Creating a Layered Boat Wood Finish
Are you loving the look of old salvage trim, but don’t love the price and availability? We had purchased this wood initial letter made from vintage woods and loved the look and texture. So when we needed some fun colored trim for a project on a vintage camper, we decided to make our own! That is how we came up with creating a layered boat wood finish.
The term ‘boat wood finish hearkens back to old fishing boats. With layers upon layers of paint, the wood wears away over the years and leaves a peel chippy look. You have probably seen that look on many a vintage piece of furniture before.
Creating the Finish
We first gathered the wood we wanted to use for this project. The wood needed was actually grooved beadboard, but you can start with whatever wood you like. Even plain new pine from a big box store will work for this painting technique! If beginning with raw wood, you may want to paint a base coat for color foundation. Wood Beam, from the Bungalow 47 Furniture Paint line, is a nice dark brown and a good choice. This will give you the look of dark, aged wood underneath.
To make the salvaged boat wood trim look, you will need several colors (4–7 give a nice variety). Cut a 2 x 4 into wood blocks for your dragging tool. Styrofoam plates work great as a place to place and dip your paint.
Begin by dipping a block into a pool of paint, and dragging the block across your piece of wood to spread the paint on your board. Skip across some areas so the paint is splotchy here and there. Remember, it’s perfect when it’s not!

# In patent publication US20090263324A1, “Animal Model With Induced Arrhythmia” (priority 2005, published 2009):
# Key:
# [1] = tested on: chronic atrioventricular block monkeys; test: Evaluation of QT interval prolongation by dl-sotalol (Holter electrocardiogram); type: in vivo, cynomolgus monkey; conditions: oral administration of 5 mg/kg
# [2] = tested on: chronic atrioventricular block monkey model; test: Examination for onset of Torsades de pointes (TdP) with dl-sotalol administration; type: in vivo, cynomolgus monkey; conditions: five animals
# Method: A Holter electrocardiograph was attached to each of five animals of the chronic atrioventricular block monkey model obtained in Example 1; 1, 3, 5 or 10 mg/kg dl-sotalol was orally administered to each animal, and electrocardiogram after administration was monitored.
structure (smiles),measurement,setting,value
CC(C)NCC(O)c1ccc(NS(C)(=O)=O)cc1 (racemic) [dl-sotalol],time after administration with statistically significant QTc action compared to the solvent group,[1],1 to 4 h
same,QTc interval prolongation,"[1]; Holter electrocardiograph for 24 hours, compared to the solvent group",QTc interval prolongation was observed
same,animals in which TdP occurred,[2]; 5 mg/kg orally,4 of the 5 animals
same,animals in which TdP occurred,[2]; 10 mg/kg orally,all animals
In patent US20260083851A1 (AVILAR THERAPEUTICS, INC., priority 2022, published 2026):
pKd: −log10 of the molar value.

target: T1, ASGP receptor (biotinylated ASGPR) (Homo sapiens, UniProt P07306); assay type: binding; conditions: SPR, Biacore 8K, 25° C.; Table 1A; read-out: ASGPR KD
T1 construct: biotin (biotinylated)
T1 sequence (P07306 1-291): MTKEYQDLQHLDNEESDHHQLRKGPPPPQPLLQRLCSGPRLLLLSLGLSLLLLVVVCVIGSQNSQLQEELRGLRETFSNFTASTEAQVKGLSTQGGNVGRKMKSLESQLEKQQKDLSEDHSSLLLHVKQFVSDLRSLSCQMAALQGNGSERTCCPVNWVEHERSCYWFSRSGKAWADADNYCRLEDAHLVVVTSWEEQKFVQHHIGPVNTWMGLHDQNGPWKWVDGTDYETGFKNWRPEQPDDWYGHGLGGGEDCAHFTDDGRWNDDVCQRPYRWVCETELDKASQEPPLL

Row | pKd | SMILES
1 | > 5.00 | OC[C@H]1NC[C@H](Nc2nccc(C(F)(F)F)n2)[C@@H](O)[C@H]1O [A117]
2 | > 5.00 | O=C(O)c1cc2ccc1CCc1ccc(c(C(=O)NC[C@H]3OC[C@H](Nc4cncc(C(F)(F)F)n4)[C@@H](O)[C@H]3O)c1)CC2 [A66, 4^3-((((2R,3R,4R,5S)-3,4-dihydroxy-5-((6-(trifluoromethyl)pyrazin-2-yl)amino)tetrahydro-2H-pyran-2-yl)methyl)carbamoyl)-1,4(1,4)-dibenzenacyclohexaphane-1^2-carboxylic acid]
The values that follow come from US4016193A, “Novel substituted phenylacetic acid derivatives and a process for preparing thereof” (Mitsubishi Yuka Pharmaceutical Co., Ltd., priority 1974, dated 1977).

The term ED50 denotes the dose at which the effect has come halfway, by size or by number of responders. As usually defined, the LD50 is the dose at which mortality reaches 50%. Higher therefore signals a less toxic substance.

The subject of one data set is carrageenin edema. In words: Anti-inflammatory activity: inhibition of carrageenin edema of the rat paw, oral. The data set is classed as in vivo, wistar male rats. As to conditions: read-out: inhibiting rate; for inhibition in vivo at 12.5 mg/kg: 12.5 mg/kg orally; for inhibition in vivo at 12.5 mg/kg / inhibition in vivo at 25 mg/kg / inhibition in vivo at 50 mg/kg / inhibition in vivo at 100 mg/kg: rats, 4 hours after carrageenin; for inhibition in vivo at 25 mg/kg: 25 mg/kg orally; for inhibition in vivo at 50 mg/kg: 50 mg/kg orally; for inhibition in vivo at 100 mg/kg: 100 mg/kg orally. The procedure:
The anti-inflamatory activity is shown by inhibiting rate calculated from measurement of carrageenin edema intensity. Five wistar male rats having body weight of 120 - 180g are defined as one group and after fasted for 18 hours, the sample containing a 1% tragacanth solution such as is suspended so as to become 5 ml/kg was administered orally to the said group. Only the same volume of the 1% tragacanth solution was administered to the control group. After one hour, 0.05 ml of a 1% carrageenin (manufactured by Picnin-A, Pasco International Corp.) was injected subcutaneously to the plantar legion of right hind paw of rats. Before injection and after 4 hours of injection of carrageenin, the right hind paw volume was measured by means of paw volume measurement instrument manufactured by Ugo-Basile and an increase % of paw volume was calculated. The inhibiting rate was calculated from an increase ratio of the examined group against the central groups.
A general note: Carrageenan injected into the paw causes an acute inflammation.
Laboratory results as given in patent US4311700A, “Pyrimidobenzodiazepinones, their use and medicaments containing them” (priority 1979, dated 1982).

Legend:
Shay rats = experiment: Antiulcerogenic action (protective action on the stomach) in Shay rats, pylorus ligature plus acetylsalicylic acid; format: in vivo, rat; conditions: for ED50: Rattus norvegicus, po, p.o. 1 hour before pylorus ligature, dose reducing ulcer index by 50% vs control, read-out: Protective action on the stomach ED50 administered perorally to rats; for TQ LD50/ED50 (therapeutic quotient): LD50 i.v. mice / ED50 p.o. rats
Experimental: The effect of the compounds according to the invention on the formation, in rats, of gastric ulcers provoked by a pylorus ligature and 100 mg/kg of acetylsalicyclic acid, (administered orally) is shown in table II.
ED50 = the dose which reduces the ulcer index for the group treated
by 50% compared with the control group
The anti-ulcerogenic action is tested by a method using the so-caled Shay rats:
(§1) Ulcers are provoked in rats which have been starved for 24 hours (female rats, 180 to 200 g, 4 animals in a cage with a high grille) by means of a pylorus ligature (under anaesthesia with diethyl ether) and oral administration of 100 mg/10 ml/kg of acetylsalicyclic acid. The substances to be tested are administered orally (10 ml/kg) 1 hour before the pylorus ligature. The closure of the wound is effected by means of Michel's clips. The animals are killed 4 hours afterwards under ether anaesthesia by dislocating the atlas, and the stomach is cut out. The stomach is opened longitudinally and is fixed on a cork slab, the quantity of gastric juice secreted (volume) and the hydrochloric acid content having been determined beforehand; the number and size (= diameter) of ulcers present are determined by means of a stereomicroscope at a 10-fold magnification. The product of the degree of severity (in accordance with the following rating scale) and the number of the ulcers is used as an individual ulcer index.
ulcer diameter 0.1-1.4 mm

Continue doing this to all the wood pieces needed for your project, with all the colors. The coats of paint will need to dry before placing another color on top, so make sure your work area allows for the space you need to spread out. We worked outside, so the paint would dry quickly. Make several boards in a variety of colors because you want the look to be authentic, like you found several boards salvaged from an area on an old boat!
Getting Texture for a Boat Wood Look
Adding several different layers creates the most interest and texture on the board. Continue adding color until you get the look you want. If you want extra texture, you can add our product Vintage Texture to thicken up the paint. With one color used, it will look like this.
When Vintage Texture is added to the paint (it is a dry ingredient) it thickens it. It can then be punched onto your project like this. Skipping and skimming over with a sparkle knife makes for an authentic finish. Whichever you apply texture, finish off with our Matte Finish for water-resistant protection or a dark wax to create patina..
The pieces made for the panel inside a vintage camper turned out like this. You can see how layering a variety of colors really makes it look authentic. To see part one of the vintage camper makeover where this boatload finish ended up, visit here.
Here is the finished project inside her camper! Isn’t it adorable? Making salvage boat wood trim was just the color and texture this little nook in her vintage camper needed! You can see the entire finished camper project here.
It’s time to grab some paint for your next project! Hope you enjoyed learning about this paint technique. For more painting inspiration, check out our Pinterest boards.
Come back soon, Jill and Chantelle
Thank you for the interesting method of applying paint using the wood blocks. I ❤️ the effect you achieved.
I also ❤️ The ball fringe you used on your curtains!